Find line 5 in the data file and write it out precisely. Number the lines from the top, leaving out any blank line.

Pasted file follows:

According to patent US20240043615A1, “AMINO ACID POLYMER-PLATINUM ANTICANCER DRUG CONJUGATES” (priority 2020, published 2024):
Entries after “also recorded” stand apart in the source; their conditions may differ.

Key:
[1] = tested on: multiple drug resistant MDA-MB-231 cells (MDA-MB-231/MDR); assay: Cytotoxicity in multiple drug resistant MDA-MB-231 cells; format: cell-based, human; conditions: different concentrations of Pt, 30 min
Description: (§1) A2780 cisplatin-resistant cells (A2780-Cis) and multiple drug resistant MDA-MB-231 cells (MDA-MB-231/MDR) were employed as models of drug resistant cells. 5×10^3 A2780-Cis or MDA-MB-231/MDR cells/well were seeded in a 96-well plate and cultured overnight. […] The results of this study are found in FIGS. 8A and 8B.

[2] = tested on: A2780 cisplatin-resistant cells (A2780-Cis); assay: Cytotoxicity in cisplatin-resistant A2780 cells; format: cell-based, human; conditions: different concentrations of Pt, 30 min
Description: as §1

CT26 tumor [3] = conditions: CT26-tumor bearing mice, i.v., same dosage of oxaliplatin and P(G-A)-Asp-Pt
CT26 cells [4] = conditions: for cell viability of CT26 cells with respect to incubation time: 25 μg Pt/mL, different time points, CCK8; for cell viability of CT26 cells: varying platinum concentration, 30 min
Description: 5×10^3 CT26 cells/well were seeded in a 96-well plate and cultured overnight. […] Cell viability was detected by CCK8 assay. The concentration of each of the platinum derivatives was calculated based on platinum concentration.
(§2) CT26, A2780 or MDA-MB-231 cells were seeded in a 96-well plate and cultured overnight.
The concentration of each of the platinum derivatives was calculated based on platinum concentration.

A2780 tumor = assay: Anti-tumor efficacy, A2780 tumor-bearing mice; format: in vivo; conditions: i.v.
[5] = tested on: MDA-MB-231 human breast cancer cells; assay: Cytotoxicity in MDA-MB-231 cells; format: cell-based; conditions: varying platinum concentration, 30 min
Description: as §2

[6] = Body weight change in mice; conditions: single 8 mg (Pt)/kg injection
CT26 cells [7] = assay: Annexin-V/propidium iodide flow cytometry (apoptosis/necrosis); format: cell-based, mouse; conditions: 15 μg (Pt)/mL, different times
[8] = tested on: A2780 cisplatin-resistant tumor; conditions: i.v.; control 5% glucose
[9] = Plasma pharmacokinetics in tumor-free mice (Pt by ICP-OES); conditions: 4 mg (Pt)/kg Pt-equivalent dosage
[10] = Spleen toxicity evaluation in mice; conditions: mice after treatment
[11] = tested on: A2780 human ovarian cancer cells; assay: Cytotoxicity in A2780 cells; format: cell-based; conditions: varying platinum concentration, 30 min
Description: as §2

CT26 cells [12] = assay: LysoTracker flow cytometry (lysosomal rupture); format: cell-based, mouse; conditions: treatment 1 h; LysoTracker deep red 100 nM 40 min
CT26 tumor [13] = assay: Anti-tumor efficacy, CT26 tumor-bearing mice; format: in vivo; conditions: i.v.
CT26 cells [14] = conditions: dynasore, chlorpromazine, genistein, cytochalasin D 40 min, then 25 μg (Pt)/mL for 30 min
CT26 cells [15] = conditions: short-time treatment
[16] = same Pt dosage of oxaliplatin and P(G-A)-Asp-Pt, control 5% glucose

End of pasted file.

Description: (§1) A2780 cisplatin-resistant cells (A2780-Cis) and multiple drug resistant MDA-MB-231 cells (MDA-MB-231/MDR) were employed as models of drug resistant cells. 5×10^3 A2780-Cis or MDA-MB-231/MDR cells/well were seeded in a 96-well plate and cultured overnight. […] The results of this study are found in FIGS. 8A and 8B.